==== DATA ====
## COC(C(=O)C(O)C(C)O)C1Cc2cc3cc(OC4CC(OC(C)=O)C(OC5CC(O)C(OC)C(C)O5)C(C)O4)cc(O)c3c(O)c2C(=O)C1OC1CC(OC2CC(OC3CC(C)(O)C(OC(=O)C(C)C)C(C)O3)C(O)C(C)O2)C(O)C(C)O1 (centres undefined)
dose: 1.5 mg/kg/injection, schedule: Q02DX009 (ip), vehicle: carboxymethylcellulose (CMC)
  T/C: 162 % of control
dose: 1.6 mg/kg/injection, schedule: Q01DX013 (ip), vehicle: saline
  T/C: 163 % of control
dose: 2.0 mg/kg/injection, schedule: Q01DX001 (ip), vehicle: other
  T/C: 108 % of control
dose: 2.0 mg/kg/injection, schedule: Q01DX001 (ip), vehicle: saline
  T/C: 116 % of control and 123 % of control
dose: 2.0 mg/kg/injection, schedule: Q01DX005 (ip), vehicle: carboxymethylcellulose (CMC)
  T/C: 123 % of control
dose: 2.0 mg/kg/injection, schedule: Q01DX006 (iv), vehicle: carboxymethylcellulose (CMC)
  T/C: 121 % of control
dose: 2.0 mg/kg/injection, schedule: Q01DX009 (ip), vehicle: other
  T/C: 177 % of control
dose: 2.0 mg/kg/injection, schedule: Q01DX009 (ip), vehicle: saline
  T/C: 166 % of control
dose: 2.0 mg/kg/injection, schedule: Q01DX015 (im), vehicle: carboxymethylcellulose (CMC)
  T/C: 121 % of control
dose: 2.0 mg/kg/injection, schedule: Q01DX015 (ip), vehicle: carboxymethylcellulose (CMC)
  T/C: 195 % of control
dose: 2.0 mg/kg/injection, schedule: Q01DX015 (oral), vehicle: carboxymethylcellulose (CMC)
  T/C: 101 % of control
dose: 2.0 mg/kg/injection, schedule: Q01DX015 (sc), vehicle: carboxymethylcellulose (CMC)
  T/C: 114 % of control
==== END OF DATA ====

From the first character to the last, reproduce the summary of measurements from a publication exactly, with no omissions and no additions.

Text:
## COC(C(=O)C(O)C(C)O)C1Cc2cc3cc(OC4CC(OC(C)=O)C(OC5CC(O)C(OC)C(C)O5)C(C)O4)cc(O)c3c(O)c2C(=O)C1OC1CC(OC2CC(OC3CC(C)(O)C(OC(=O)C(C)C)C(C)O3)C(O)C(C)O2)C(O)C(C)O1 (centres undefined)
dose: 1.5 mg/kg/injection, schedule: Q02DX009 (ip), vehicle: carboxymethylcellulose (CMC)
  T/C: 162 % of control
dose: 1.6 mg/kg/injection, schedule: Q01DX013 (ip), vehicle: saline
  T/C: 163 % of control
dose: 2.0 mg/kg/injection, schedule: Q01DX001 (ip), vehicle: other
  T/C: 108 % of control
dose: 2.0 mg/kg/injection, schedule: Q01DX001 (ip), vehicle: saline
  T/C: 116 % of control and 123 % of control
dose: 2.0 mg/kg/injection, schedule: Q01DX005 (ip), vehicle: carboxymethylcellulose (CMC)
  T/C: 123 % of control
dose: 2.0 mg/kg/injection, schedule: Q01DX006 (iv), vehicle: carboxymethylcellulose (CMC)
  T/C: 121 % of control
dose: 2.0 mg/kg/injection, schedule: Q01DX009 (ip), vehicle: other
  T/C: 177 % of control
dose: 2.0 mg/kg/injection, schedule: Q01DX009 (ip), vehicle: saline
  T/C: 166 % of control
dose: 2.0 mg/kg/injection, schedule: Q01DX015 (im), vehicle: carboxymethylcellulose (CMC)
  T/C: 121 % of control
dose: 2.0 mg/kg/injection, schedule: Q01DX015 (ip), vehicle: carboxymethylcellulose (CMC)
  T/C: 195 % of control
dose: 2.0 mg/kg/injection, schedule: Q01DX015 (oral), vehicle: carboxymethylcellulose (CMC)
  T/C: 101 % of control
dose: 2.0 mg/kg/injection, schedule: Q01DX015 (sc), vehicle: carboxymethylcellulose (CMC)
  T/C: 114 % of control